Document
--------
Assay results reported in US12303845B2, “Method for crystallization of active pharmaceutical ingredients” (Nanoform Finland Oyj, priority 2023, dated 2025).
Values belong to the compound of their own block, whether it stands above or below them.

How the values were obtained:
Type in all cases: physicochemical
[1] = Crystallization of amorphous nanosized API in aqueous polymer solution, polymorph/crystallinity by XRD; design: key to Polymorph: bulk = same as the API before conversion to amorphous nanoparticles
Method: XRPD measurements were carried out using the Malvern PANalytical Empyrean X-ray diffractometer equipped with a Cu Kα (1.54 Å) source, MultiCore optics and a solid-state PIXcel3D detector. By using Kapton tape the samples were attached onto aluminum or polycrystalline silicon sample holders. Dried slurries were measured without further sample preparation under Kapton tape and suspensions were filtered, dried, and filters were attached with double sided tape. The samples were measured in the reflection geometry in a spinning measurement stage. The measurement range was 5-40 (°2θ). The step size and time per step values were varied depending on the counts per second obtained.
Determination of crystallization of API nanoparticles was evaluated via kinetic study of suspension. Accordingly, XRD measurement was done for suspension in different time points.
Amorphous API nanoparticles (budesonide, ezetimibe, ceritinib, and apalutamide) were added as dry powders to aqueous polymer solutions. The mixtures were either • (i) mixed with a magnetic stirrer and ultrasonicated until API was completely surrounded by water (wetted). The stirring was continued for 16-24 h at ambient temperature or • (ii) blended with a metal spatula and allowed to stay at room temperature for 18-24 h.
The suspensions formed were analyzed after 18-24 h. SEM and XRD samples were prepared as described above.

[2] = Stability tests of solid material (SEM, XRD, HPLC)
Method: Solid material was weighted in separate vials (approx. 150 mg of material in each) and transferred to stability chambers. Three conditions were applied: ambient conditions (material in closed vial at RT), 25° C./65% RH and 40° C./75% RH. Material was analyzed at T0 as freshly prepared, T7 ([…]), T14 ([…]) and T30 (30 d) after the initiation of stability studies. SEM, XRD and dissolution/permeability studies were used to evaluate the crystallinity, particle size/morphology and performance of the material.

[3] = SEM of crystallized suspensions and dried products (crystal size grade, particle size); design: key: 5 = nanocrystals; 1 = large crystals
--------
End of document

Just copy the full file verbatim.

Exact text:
Assay results reported in US12303845B2, “Method for crystallization of active pharmaceutical ingredients” (Nanoform Finland Oyj, priority 2023, dated 2025).
Values belong to the compound of their own block, whether it stands above or below them.

How the values were obtained:
Type in all cases: physicochemical
[1] = Crystallization of amorphous nanosized API in aqueous polymer solution, polymorph/crystallinity by XRD; design: key to Polymorph: bulk = same as the API before conversion to amorphous nanoparticles
Method: XRPD measurements were carried out using the Malvern PANalytical Empyrean X-ray diffractometer equipped with a Cu Kα (1.54 Å) source, MultiCore optics and a solid-state PIXcel3D detector. By using Kapton tape the samples were attached onto aluminum or polycrystalline silicon sample holders. Dried slurries were measured without further sample preparation under Kapton tape and suspensions were filtered, dried, and filters were attached with double sided tape. The samples were measured in the reflection geometry in a spinning measurement stage. The measurement range was 5-40 (°2θ). The step size and time per step values were varied depending on the counts per second obtained.
Determination of crystallization of API nanoparticles was evaluated via kinetic study of suspension. Accordingly, XRD measurement was done for suspension in different time points.
Amorphous API nanoparticles (budesonide, ezetimibe, ceritinib, and apalutamide) were added as dry powders to aqueous polymer solutions. The mixtures were either • (i) mixed with a magnetic stirrer and ultrasonicated until API was completely surrounded by water (wetted). The stirring was continued for 16-24 h at ambient temperature or • (ii) blended with a metal spatula and allowed to stay at room temperature for 18-24 h.
The suspensions formed were analyzed after 18-24 h. SEM and XRD samples were prepared as described above.

[2] = Stability tests of solid material (SEM, XRD, HPLC)
Method: Solid material was weighted in separate vials (approx. 150 mg of material in each) and transferred to stability chambers. Three conditions were applied: ambient conditions (material in closed vial at RT), 25° C./65% RH and 40° C./75% RH. Material was analyzed at T0 as freshly prepared, T7 ([…]), T14 ([…]) and T30 (30 d) after the initiation of stability studies. SEM, XRD and dissolution/permeability studies were used to evaluate the crystallinity, particle size/morphology and performance of the material.

[3] = SEM of crystallized suspensions and dried products (crystal size grade, particle size); design: key: 5 = nanocrystals; 1 = large crystals